10. "My Heart Is Broken" (Adams & Caitlin Cary) 2:14
11. "Trains" (Adams & Panes) 4:08
12. "Pa"   3:52
13. "Withering Heights"   2:53
14. "Don't Fail Me Now"   4:27


Bonus tracks
No. Title Length
1. "What Sin Replaces Love" (Demonstration recording) 9:27
2. "What Sin Replaces Love" (Acoustic version) 3:51
3. "Jeane"   2:33
4. "Always on My Mind" (Johnny Christopher, Mark James and Wayne Carson Thompson) 4:41
5. "I Still Miss Someone" (Johnny Cash cover) (Johnny Cash, Roy Cash) 2:58

Chart positions[edit]

Album[edit]

Country Peak
position
US[14] 33
Belgium (Flanders)[15] 66
Germany[16] 72
Ireland[17] 43
New Zealand[18] 40
Norway[19] 16
Sweden[20] 27
UK[21] 59

Musicians[edit]

The Cardinals[edit]

  • Ryan Adams - vocals, acoustic guitar, piano
  • J.P. Bowersock - electric guitars
  • Catherine Popper - bass, piano, background vocals
  • Brad Pemberton - drums, percussion
  • Jon Graboff - pedal steel, background vocals

Other musicians[edit]

  • Claudia Chopek: Violin.
  • David Gold: Violin & Viola.
  • Bob Hoffnar: Pedal steel.
  • Byron Isaacs: Background vocals.
  • Norah Jones: Piano & vocals.
  • Julia Kent: Cello.
  • Joe McGinty: Piano.
  • Michael Panes: Violin.
  • Johnny T: Drums.
  • Glenn Patscha: Piano & background vocals.

The Nashville String Machine[edit]

The Nashville String Machine perform on the song "My Heart Is Broken" and are:

  • Bergen White: Arranger and conductor.
  • Violins: Carl Gorodetsky, Pamela Sixfin, Conni Ellisor, Allan Umstead, David Angell, Cathy Umstead & Mary Kathryn Vanosdale.
  • Violas: Kris Wilkinson, Gary Vanosdale & Jim Grosjean.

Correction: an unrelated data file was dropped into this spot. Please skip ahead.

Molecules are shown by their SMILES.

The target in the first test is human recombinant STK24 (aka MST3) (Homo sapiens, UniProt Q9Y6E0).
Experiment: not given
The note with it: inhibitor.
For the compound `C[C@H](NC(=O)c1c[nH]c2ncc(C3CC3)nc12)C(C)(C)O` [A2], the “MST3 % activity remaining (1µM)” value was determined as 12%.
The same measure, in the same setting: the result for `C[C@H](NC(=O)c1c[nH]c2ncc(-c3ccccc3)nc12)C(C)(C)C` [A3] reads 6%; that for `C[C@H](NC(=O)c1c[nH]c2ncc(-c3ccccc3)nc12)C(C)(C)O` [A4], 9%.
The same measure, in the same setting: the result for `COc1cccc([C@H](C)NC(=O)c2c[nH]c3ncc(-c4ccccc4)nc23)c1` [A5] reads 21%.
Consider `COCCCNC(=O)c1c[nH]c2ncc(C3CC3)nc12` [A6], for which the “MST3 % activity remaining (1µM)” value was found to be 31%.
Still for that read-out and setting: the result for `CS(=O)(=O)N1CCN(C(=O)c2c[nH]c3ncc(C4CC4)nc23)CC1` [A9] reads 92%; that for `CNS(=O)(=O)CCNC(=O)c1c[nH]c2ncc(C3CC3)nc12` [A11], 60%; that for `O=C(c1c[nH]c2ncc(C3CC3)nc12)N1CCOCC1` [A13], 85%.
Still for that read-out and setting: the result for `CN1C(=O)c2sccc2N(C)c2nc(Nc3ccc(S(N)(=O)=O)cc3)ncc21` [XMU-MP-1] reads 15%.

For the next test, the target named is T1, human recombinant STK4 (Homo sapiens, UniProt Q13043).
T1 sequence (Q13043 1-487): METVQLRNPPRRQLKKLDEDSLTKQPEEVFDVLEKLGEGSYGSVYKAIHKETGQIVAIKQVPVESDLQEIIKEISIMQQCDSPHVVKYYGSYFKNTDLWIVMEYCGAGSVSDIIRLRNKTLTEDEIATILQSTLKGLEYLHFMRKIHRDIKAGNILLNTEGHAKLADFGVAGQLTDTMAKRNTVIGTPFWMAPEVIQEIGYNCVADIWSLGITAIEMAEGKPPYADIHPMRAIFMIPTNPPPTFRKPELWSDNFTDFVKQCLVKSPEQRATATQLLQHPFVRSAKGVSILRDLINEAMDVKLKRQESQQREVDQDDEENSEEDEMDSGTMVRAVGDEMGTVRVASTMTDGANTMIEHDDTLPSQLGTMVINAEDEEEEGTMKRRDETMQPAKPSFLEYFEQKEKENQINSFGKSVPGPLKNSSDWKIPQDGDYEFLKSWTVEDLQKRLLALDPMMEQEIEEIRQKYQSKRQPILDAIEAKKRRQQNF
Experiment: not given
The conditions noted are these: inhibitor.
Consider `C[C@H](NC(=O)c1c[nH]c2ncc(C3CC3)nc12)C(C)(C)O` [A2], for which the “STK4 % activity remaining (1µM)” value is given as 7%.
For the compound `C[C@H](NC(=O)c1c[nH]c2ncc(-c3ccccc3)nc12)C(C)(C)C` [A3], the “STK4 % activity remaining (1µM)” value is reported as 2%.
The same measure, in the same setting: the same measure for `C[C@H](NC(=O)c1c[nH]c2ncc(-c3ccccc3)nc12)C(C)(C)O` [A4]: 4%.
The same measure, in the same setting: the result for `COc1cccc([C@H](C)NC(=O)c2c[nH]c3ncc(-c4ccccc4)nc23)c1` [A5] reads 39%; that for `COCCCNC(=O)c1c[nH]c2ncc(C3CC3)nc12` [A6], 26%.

• Cellos: Carole Rabinowitz & Bob Mason.

References[edit]

  1. ^ a b c d e f Critic reviews at Metacritic
  2. ^ Allmusic review
  3. ^ Chicago Tribune review
  4. ^ Dombal, Ryan (2005-09-30). "Jacksonville City Nights Review". Entertainment Weekly: 94. Retrieved 2013-05-01. 
  5. ^ The Music Box review
  6. ^ Paste review
  7. ^ Pitchfork Media review
  8. ^ PopMatters review
  9. ^ Rolling Stone review
  10. ^ USA Today review
  11. ^ Hasty, Katie (2007-06-03). "Busy and bored, Adams tames "Tiger"". Reuters/Billboard. Retrieved 2007-06-04. "The first of the trio, "Cold Roses," has sold 159,000 copies in the United States, according to Nielsen SoundScan. "Jacksonville City Nights" has moved 100,000, and "29" has shifted 81,000." 
  12. ^ Tiny Mix Tapes review at the Wayback Machine (archived September 19, 2006)
  13. ^ Prefix Magazine review, mislabelled as "Jacksonville City Lights"
  14. ^ "American Charts". Allmusic.com. Retrieved 2008-11-25. 
  15. ^ "Belgian Jacksonville City Nights position". ultratop.be. Retrieved 2009-11-23. 
  16. ^ "German Charts" (in German). musicline.de. Retrieved 2008-11-25. 
  17. ^ "Irish Charts". Irish-charts.com. Retrieved 2009-11-23. 
  18. ^ "New Zealand Charts". charts.org.nz. Retrieved 2008-11-25. 
  19. ^ "Norwegian Charts". Norwegiancharts.com. Retrieved 2008-11-25. 
  20. ^ "Swedish Charts". Swedishcharts.com. Retrieved 2008-11-25. 
  21. ^ "UK Chart Log". zobbel.de. Retrieved 2009-11-23. 

External links[edit]